The Use of Antidepressants in Drug Treatment
The best approach to addiction recovery is a comprehensive drug treatment program combating the legacy of addiction on the body, mind and spirit. For optimal impact, programming and therapies should offer addicts a number of tools and strategies to recovery; and as what works best for one doesn’t offer meaningful assistance to another, by using a wide net of therapeutic interventions, the greatest likelihood of resonant and effective intervention is achieved.
But although therapeutic interventions have proven very effective and psychosocial programming offers self awareness and cognitive control, some people suffering through psychiatric conditions concurrently with withdrawal and recovery need pharmacological interventions to participate fully throughout rehab. With pharmacological psychiatric symptoms control, recovering addicts are better able to retain the lessons of rehab and integrate these lessons into everyday life once returned to the community.
Stabilizing psychiatric symptoms
Mental health patients may use drugs or alcohol to self medicate mental symptoms, but invariably the use of illicit drugs or alcohol exacerbates the underlying condition, and usually results in a declining spiral of increasing drug or alcohol use in response to worsening mental health symptoms.
Mental health patients abusing drugs or alcohol may not take medications as directed, and even if they do maintain pharmaceutical compliance, the concurrent use of drugs or alcohol can render prescribed medications less effective.
Pharmacological intervention for dual disorder patients is crucial for optimal symptoms minimization and the best probability of relapse avoidance. The use of anti depressants in drug treatment can stabilize psychiatric symptoms and allow for a better participation in drug treatments and a lessened craving back to use and abuse.
Overcoming barriers to recovery with anti-depressants
Dysphoria and depression are significant features of the long term withdrawal and recovery from stimulant drugs such as crystal meth or cocaine, and to a lesser extent heroin and other opiates. This lasting dysphoria, although ultimately transient, presents a barrier to recovery; and unable to take any pleasure in sober life, withdrawal sufferers are increasingly drawn back to abuse, and through abuse an alleviation of the dysphoric and depressive symptoms of the withdrawal.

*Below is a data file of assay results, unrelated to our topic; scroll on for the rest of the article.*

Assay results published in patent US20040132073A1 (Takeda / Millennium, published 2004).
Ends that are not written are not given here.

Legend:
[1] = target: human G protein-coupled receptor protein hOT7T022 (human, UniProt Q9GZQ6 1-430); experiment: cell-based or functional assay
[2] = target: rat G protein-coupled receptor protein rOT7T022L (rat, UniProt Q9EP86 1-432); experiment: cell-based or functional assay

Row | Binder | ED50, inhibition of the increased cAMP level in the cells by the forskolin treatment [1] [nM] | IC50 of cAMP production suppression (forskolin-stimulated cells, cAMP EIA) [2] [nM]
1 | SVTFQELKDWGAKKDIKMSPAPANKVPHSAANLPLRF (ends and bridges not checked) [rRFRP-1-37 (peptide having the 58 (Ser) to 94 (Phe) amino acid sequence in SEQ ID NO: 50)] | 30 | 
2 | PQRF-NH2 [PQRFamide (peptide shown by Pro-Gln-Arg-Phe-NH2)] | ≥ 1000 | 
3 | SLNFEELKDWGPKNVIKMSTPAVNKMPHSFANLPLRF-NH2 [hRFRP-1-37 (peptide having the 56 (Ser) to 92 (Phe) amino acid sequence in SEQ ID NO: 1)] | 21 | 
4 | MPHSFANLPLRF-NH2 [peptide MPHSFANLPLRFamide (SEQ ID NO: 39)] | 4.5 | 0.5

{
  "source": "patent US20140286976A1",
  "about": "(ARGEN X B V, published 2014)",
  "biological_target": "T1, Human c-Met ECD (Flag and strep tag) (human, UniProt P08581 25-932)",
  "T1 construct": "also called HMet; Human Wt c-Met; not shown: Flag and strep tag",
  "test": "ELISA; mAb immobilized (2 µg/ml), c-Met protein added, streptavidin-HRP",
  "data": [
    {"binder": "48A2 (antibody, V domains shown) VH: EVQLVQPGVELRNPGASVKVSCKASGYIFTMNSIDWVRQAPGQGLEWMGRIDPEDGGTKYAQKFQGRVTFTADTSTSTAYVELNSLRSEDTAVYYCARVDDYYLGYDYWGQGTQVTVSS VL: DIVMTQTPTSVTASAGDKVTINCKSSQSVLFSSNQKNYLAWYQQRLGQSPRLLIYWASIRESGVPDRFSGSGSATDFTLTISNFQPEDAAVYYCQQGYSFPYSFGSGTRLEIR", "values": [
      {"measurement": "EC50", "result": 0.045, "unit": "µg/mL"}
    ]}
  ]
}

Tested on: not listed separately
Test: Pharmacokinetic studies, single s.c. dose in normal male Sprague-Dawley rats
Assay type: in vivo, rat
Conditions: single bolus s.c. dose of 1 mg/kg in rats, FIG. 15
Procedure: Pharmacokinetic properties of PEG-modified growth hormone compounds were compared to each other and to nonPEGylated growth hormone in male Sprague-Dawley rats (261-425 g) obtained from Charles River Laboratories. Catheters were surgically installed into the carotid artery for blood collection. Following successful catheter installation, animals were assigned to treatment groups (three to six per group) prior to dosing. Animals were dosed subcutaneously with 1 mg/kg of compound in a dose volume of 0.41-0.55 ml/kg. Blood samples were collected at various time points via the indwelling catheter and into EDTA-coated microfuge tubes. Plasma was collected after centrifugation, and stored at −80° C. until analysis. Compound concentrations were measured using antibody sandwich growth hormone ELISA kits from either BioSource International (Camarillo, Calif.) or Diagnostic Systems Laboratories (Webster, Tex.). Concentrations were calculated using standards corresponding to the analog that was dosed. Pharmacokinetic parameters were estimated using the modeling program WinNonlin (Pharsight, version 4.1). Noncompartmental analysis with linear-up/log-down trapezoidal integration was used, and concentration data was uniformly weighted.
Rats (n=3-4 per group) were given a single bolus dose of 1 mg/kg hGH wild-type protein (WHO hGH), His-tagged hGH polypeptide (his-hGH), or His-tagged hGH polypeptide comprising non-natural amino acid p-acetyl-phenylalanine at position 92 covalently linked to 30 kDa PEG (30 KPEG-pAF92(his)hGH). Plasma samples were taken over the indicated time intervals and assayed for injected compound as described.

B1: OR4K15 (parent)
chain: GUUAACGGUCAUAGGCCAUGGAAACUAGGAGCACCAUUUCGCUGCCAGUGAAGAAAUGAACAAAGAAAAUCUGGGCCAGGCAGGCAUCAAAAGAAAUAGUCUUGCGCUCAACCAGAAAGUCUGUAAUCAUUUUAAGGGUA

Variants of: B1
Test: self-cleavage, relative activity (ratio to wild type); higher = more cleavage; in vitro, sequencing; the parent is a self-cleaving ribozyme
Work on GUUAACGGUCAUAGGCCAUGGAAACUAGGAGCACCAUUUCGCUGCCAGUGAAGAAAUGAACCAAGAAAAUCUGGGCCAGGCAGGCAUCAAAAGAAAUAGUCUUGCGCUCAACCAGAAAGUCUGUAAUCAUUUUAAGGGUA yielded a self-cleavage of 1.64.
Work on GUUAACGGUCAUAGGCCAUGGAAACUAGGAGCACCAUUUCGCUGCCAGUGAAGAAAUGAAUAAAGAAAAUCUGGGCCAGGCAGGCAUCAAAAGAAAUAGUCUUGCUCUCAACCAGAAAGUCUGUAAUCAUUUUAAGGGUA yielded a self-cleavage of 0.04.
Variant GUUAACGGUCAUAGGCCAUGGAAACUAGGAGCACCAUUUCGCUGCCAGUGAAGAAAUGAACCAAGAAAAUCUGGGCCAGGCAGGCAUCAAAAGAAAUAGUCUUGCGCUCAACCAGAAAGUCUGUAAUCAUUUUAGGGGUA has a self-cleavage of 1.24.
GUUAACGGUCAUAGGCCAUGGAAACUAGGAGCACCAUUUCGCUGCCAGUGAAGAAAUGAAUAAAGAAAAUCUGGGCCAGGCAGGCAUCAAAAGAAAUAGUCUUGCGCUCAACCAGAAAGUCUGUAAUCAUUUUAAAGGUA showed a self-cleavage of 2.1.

The use of anti depressant medications during drug treatment withdrawal, which may last for months or even years depending on the drug of abuse, can alleviate some of these experienced psychiatric deficits, and allow recovering addicts to participate better in the therapeutic process of recovery, and reduce some degree of the cravings and compulsions back to abuse.
Complimentary to therapy
Although some recovery philosophies do not allow for the use of any medications, including anti depressants in drug treatment, the clinical evidence is overwhelmingly clear that appropriate use of anti depressants in drug treatment is both a very humane and effective addition to a sobriety program.
There are a wide range of anti depressants available for use in drug treatment, and some have abuse potential. Addictions professionals need to prescribe medications cognizant of the interaction effects of withdrawal and specific to the mental difficulties as they present.
Pharmacological intervention and the use of anti depressants in drug treatment is a complimentary addition to the psychosocial therapies of rehab, and when both are offered appropriately, the depressive symptoms of recovery can be bettered, and the integration of the lessons of rehab improved.
Alteration of mental neuro chemistry can contribute to symptoms of mental disorders
Some people entering rehab without a prior diagnosis of depression or other psychiatric symptoms, may in fact be suffering from a significant depressive episode.
Most of these undiagnosed depression sufferers will find that their mental health symptoms will gradually but steadily dissipate with the days and weeks of increasing sobriety. Drugs such as alcohol and psycho stimulants have a powerful impact on dopaminergic and reward and pleasure centers in the brain, and the continuing alteration of mental neuro chemistry can contribute to symptoms of mental disorders. If the damage of abuse is large enough, these depressive symptoms may linger even with sobriety, and these patients will require intervention and the appropriate prescription of symptoms easing anti depressant medications during drug treatment.
Addictions health professionals will be monitoring the mental outlook of all patients passing through a residential drug treatment facility, and those who do not exhibit an improvement in depressive symptoms with increasing sobriety will be referred to a psychiatrist for diagnosis, and if needed pharmacological intervention.
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